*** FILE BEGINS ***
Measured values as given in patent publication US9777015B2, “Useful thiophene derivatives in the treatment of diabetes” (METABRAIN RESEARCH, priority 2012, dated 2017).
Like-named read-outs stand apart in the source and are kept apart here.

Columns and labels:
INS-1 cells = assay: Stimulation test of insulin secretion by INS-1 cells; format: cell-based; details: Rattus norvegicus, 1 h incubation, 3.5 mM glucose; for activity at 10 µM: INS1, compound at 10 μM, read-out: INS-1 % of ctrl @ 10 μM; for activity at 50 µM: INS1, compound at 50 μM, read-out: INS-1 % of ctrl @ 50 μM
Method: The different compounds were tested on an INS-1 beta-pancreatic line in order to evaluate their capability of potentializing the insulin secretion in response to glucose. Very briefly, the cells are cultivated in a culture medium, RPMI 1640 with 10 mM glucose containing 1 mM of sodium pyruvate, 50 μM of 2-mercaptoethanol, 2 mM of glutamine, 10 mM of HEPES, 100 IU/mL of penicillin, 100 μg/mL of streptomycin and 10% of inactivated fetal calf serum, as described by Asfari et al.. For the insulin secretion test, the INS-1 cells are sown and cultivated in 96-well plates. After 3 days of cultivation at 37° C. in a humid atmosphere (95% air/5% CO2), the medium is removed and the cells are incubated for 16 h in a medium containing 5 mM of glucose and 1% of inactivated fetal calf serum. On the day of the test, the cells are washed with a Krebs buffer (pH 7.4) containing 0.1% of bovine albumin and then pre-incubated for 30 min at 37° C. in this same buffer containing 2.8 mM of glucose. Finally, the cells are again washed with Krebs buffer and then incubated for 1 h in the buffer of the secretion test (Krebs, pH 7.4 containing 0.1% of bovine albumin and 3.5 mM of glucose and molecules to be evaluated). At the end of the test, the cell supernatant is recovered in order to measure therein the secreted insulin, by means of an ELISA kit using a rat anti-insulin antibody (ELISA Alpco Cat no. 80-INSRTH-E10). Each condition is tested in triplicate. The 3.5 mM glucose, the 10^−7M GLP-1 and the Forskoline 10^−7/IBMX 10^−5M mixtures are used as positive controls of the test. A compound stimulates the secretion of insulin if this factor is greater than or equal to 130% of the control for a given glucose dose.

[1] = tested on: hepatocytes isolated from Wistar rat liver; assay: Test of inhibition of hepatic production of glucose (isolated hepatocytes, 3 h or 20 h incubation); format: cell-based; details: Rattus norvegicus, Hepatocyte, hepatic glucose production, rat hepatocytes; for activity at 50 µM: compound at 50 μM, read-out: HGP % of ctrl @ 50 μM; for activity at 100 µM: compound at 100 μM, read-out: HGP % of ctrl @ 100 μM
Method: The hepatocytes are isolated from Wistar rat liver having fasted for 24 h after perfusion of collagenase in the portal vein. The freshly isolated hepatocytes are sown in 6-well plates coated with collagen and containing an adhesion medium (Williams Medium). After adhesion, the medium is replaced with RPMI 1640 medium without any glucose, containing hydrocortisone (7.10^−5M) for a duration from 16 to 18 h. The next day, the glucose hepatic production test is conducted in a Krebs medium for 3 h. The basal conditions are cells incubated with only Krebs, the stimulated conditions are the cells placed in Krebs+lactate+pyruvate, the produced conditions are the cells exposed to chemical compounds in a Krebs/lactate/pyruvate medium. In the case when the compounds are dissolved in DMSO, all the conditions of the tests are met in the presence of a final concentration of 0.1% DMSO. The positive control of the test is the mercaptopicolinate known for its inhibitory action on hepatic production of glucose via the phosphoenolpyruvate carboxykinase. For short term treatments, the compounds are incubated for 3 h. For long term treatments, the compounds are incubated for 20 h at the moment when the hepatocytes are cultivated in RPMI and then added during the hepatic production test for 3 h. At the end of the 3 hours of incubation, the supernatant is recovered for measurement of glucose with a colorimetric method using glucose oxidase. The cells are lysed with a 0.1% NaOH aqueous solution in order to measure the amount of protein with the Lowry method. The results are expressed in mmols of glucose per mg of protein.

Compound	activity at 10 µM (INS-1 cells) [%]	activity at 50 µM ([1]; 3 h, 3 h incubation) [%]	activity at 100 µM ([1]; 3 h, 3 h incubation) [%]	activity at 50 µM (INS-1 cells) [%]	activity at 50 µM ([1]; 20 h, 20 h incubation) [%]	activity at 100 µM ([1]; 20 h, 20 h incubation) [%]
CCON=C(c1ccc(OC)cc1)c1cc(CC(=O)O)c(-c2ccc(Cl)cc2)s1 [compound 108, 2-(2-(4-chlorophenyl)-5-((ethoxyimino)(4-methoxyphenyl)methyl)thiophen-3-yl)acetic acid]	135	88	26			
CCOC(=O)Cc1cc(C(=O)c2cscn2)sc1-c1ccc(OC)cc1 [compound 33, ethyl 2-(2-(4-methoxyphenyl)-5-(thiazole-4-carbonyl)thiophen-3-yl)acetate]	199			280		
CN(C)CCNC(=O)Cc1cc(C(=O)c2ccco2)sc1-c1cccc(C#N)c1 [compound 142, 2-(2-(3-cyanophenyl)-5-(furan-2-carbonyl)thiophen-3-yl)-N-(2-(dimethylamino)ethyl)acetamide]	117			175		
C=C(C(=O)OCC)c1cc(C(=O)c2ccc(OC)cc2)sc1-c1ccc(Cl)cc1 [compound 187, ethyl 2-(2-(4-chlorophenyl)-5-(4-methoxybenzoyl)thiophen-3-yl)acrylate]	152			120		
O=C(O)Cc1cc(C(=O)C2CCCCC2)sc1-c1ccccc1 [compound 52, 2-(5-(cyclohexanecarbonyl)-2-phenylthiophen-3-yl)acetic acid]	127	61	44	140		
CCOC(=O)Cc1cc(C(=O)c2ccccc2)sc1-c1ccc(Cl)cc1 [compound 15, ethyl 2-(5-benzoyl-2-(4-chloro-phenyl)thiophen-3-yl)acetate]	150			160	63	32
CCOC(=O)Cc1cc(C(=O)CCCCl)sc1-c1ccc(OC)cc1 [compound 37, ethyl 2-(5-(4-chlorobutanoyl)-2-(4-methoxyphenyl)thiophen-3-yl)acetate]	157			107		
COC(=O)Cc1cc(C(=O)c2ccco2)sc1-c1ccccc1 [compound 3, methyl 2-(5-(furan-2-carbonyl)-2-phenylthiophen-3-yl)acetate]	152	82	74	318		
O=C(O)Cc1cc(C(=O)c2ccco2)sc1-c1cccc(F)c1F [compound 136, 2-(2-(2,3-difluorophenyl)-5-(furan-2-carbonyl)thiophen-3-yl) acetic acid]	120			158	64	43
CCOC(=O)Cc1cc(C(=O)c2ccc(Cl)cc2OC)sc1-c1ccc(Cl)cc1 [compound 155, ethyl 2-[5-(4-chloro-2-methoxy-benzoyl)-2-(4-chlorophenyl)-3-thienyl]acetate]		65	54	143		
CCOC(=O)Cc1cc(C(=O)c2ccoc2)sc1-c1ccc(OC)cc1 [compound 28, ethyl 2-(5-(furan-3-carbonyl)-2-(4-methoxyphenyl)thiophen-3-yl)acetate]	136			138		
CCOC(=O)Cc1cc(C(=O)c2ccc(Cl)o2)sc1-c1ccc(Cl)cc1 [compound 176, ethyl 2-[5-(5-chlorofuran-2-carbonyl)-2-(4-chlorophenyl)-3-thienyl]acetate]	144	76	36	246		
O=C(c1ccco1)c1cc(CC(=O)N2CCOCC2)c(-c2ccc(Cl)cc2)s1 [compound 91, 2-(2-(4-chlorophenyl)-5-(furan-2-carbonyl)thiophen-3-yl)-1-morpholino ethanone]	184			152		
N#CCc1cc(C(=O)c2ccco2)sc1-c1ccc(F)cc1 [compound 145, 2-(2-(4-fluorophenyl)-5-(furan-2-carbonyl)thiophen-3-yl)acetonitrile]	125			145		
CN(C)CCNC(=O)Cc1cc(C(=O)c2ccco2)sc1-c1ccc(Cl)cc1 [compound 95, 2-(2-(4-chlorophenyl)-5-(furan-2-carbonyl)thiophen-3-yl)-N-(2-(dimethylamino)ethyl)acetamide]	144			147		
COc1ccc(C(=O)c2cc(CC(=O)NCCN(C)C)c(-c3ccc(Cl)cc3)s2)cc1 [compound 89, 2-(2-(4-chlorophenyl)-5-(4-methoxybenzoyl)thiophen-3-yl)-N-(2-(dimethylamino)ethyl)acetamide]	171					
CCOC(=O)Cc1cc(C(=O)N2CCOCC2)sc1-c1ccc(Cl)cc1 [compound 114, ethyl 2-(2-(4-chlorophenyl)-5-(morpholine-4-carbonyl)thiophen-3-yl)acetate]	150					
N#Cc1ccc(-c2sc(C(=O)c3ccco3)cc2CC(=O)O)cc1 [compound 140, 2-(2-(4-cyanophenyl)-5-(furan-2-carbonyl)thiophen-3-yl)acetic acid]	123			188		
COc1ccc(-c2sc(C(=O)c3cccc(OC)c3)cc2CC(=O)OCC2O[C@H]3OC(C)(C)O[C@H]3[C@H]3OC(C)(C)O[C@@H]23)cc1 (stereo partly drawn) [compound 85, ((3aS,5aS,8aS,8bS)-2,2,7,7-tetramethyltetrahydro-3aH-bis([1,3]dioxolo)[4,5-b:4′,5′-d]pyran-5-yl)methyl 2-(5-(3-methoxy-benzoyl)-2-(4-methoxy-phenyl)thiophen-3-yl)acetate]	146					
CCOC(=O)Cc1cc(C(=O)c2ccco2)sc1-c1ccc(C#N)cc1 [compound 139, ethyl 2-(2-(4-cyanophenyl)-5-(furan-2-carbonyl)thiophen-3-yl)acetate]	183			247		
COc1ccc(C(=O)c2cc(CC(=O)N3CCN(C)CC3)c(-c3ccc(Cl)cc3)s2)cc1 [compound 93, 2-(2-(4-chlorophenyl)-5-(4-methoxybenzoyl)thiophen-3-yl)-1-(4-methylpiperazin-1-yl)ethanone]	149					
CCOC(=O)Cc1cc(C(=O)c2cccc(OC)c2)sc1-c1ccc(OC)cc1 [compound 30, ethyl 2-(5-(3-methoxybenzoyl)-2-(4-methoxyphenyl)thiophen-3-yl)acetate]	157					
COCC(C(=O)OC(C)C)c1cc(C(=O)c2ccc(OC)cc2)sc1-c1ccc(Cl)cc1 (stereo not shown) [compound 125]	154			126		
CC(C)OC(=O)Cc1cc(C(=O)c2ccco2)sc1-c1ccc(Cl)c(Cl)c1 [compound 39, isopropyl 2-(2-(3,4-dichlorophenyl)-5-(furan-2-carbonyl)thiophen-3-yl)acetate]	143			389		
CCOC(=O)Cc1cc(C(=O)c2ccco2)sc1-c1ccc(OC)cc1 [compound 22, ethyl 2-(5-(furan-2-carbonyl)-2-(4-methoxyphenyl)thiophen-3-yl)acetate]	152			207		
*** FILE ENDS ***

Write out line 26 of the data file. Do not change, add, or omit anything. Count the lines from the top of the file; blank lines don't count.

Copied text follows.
N#Cc1ccc(-c2sc(C(=O)c3ccco3)cc2CC(=O)O)cc1 [compound 140, 2-(2-(4-cyanophenyl)-5-(furan-2-carbonyl)thiophen-3-yl)acetic acid]	123			188		